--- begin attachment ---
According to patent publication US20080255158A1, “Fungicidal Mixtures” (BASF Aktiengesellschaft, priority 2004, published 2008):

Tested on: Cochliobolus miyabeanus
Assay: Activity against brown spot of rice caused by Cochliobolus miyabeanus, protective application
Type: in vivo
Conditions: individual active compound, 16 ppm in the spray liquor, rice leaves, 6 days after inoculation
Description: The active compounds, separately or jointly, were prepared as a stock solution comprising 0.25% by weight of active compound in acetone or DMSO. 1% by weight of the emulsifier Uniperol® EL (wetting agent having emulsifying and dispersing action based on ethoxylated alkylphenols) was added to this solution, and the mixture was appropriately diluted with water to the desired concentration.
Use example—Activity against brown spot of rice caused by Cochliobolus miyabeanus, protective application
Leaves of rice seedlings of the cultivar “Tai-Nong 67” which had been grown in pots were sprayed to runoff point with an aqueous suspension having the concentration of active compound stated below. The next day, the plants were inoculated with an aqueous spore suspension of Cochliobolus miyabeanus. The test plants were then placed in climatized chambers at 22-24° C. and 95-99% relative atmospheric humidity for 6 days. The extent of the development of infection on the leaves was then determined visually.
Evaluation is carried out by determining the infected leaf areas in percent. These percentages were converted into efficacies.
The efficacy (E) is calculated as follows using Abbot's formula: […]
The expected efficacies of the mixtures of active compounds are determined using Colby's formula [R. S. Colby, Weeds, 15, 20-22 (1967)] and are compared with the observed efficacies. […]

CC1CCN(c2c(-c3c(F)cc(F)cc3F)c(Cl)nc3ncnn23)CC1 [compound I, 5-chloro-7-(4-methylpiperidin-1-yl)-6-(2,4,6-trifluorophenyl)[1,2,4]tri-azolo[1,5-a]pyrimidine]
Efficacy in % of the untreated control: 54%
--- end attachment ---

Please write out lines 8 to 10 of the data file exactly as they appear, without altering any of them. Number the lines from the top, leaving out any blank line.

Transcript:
Leaves of rice seedlings of the cultivar “Tai-Nong 67” which had been grown in pots were sprayed to runoff point with an aqueous suspension having the concentration of active compound stated below. The next day, the plants were inoculated with an aqueous spore suspension of Cochliobolus miyabeanus. The test plants were then placed in climatized chambers at 22-24° C. and 95-99% relative atmospheric humidity for 6 days. The extent of the development of infection on the leaves was then determined visually.
Evaluation is carried out by determining the infected leaf areas in percent. These percentages were converted into efficacies.
The efficacy (E) is calculated as follows using Abbot's formula: […]